In his column today, Fr. Joaquin Bernas SJ dissected the issues clearly and soberly. BenCyrus G. Ellorin lists some of the larger issues involved in the proposals themselves, while Rita Linda V. Jimeno is alarmed over the prospect of the House’s moves turning off the public to the idea of constitutional change. Though in terms of her advocacy for changes, the problem lies in her insisting only her group is genuinely for change; the difficulty is precisely that her group claims a monopoly on reform; it means others advocating reform are stuck between a rock and a hard place: accepting their version hook line, and sinker, leaving no room for consensus but instead forcing an all-or-nothing choice, which is no choice at all. Jarius Bondoc echoes Jimeno and says the House proponents of amendments have killed prospects for constitutional change. He ignores the culpability of people like himself in squandering an opportunity that might have been unstoppable if it hadn’t become so patently self-serving for the ruling coalition.

Randy David on Sunday said the congressional goings-on are a sideshow.

Jojo Robles says NEDA Secretary-General Romulo Neri, who owes his job to the Speaker, is a disaster.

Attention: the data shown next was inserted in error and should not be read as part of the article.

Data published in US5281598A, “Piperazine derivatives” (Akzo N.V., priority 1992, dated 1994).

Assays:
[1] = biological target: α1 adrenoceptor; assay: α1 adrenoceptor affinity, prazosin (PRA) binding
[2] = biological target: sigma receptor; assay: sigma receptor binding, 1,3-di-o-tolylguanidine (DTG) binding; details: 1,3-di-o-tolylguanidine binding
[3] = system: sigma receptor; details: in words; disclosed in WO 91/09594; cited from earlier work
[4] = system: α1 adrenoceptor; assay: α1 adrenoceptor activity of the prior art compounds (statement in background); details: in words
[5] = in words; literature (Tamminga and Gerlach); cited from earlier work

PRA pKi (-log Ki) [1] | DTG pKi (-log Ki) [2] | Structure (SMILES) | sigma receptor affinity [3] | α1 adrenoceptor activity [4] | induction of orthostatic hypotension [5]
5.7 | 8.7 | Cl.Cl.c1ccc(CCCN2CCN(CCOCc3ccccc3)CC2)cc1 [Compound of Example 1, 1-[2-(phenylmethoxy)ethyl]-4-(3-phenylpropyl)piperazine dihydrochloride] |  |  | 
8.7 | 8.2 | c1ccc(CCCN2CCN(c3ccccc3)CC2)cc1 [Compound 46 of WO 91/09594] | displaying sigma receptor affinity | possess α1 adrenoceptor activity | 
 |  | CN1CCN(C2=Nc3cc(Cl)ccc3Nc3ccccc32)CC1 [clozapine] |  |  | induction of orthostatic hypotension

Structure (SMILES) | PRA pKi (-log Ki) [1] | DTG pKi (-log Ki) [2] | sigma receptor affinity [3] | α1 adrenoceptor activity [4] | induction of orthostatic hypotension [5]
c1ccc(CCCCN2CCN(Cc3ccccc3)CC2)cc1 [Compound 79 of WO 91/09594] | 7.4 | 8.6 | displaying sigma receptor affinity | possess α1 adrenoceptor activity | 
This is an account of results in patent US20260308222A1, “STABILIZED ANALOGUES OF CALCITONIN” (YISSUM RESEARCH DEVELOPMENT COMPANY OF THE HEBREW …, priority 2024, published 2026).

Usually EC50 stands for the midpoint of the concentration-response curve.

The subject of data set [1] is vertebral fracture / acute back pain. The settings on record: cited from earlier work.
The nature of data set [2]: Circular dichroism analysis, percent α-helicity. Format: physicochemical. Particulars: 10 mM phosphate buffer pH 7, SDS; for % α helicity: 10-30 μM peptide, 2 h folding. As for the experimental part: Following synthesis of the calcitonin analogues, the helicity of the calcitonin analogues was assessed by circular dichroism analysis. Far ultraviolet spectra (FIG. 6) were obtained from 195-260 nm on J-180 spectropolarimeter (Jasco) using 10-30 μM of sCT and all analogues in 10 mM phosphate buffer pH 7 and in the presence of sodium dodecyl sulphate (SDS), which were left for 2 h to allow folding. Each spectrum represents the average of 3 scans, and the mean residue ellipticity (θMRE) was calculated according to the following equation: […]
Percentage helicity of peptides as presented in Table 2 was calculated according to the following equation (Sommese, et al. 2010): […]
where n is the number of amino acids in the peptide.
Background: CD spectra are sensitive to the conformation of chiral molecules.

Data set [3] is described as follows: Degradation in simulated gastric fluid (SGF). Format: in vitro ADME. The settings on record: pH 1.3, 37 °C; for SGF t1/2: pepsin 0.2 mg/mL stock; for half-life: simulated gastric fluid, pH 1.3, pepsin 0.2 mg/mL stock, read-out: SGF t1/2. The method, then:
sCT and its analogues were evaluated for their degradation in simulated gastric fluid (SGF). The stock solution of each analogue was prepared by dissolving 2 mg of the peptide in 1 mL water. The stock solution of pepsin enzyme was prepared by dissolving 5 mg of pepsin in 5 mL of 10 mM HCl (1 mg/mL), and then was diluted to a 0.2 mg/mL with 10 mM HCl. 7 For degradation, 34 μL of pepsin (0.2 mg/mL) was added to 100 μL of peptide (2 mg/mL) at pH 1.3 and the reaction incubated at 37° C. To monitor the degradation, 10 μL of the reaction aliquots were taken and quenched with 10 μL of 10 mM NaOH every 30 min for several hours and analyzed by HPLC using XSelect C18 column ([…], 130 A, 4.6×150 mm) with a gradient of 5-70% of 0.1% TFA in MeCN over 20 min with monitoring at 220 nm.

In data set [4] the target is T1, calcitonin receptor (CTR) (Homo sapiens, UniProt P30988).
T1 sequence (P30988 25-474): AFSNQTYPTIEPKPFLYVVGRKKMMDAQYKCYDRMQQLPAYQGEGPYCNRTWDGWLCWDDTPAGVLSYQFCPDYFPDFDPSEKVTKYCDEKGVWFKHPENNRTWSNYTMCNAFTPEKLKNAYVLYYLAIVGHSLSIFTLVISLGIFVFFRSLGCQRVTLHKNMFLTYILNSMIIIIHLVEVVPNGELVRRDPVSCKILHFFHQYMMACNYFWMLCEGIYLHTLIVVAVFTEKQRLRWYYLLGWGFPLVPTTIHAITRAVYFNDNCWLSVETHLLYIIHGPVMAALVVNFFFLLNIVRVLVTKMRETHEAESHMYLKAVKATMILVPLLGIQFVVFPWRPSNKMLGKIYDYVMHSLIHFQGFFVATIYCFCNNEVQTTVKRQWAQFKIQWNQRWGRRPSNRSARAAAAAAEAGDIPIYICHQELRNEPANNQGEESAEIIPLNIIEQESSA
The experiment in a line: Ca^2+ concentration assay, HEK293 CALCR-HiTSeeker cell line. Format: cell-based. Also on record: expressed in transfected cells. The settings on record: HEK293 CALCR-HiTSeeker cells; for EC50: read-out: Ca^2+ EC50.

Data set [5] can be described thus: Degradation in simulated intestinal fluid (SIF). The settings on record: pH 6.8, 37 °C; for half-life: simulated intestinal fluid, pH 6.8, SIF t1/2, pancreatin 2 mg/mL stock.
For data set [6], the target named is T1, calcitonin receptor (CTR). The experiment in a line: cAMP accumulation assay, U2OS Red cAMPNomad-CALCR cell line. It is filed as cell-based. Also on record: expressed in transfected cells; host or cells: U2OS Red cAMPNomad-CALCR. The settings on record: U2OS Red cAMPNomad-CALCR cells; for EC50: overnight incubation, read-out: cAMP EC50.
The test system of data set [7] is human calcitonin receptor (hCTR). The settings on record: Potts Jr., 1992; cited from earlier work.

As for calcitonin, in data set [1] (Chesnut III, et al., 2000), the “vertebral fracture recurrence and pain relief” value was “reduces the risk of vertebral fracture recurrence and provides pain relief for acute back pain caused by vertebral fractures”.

The Inquirer editorial delves into the postponement of the Cebu Summit, a decision Amando Doronila says is a major black eye for the country (he also points out People Power is back in play, so reports of its demise turn out to have been exaggerated).

The blogosphere also has many reactions to the postponement of the Cebu Summit. Foreign Service Insider says, as a member of our diplomatic service, says the abrupt postponement “is simply unheard of.” Cebuano bloggers in particular, have a lot to say. See the reactions of Cold Soba, of crisel eslao, of Pain Killer, of light up, light up, you have a choice and of Cebu Bound. Writing from Davao, Promdi says terrorism was the reason, but government couldn’t admit it.

PedrosaCocktailsplash
(above: photos from Ellen Tordesillas and Inq7.net)